Staying in the Driver’s Seat

Buencamino does foreign affairs analysis for the advocacy group Action for Economic Reforms.

In Malaysia, PM Mahathir, is voluntarily retiring and handing over the
reins of power to his deputy. In the Philippines, President Arroyo just
announced that she would contest for a six-year term after saying she
would not.

Maybe this is a good time to offer some unsolicited advice, just in
case she gets elected to a new term in May, which, by the way, will
give her a six-month headstart on the other un-elected president,
George.

Is there something she can learn from Mahathir ? People around her
might ask , why should she take lessons from a Malaysian when she is
getting a scholarship from the West ?

You see, Malaysians are like us, only better fed, better dressed,
better housed, better paid, and, increasingly, better educated. Those
people, Malaysians that is, who look exactly like us, are even
employing thousands of us as domestic servants, many of whom are there
illegally and risking imprisonment and caning. To me, that is enough to
make one think that maybe Mahathir did something right. Now, this is
not about the ability to copy as it is so valued in our culture, from
our leaders who want to turn our country into a little America to our
people who strive to look and sound like western celebrities. It is
about doing things your own way and leaving our monkey-see monkey-do
values behind.

In 1997, Malaysia, like the rest of Southeast Asia, was attacked by
currency speculators. Malaysia was heading for a crash and Mahathir had
to choose between handing the wheel over to the IMF and hope that they
could steer his country away from the crash; or keeping his hands on
the wheel and hope that he could steer his country away from the crash.

Mahathir chose to remain in the driver’s seat. He went against the IMF
formula of keeping the free movement of capital; raising interest
rates; allowing weak banks and unprofitable businesses to fail; cutting
back on government spending; etc., by instituting capital controls;
keeping interest rates down; propping up banks and vital businesses;
and spending as much as he could.

There was no certainty of success for either option. The only thing
certain was that relinquishing the driver’s seat to the IMF would mean
that Malaysia would be stuck in the passenger’s seat of its own
development forever, just like all the other countries who trusted the
IMF’s driving abilities more than their own.

The false choice presented by the West was between two different
approaches to resolving a financial crisis. The real choice, Mahathir
knew, was between maintaining control over one’s own affairs or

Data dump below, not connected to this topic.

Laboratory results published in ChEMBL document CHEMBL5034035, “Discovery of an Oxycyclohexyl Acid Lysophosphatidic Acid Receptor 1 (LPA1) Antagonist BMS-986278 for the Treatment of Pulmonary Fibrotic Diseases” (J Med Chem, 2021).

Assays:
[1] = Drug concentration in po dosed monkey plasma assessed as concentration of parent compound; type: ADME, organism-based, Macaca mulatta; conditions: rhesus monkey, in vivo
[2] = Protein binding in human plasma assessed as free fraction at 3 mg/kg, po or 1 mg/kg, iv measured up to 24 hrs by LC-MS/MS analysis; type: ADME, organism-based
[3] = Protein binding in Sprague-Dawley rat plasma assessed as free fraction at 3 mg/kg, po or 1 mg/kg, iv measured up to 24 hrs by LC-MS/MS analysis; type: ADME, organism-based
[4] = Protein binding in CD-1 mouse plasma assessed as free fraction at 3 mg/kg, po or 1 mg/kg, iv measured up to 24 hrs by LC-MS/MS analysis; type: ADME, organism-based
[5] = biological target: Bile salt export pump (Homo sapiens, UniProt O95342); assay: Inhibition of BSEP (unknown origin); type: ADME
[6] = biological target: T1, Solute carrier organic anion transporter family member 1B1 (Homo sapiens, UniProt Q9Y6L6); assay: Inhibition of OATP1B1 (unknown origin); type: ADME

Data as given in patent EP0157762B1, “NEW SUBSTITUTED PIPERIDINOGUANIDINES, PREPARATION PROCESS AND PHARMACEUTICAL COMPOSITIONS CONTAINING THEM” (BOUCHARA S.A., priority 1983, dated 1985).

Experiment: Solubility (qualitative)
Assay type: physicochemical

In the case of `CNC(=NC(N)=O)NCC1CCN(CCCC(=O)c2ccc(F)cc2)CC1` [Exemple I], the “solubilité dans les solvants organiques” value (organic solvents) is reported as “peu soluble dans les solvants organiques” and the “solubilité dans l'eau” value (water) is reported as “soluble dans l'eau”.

surrendering it to someone else before exhausting all options.

The following is a paragraph from Mahathir’s speech during the 2002
UMNO (his political party) convention. It reveals his understanding of
the mind of colonized people and why it was important for him to show
his people that they should try to work their Way out of their crisis,
regardless of the risk involved, rather than letting the IMF work it
out for him.

“We have to look again at the situation in Malaysia. During the 450
years we were colonised by the Portuguese, the Dutch, the British, the
Japanese and the Siamese, there was no serious attempt to liberate the
Malay states. The Malays were so weak in spirit that they believed only
the white men can rule their states. If it had not been for the
Japanese, an Asian people who are not white, defeating the British
imperialists, probably the Malays even today will not demand for
independence, because they have no confidence in themselves as people
with the ability to administer and develop the Malay States.”

So, two very important lessons from Mahathir. One, formerly colonized
peoples need to rely on themselves and seek outside help only when all
else fails. It is especially important to have some faith and
self-confidence in your own abilities. Two, solutions to a country’s
problems or to a country’s development are not something you buy “off-
the-rack” from some Western emporium called IMF or WB or AGILE. Nothing
fits better than a tailor-made suit.

And, one very important lesson from the greatest president the Philippines has ever had, Manuel L. Quezon.

He said , “I would rather have a country run like hell by Filipinos than one run like hell by Americans.”

(NOTE: Mahathir is stepping down as Prime Minister on 31 October 2003).

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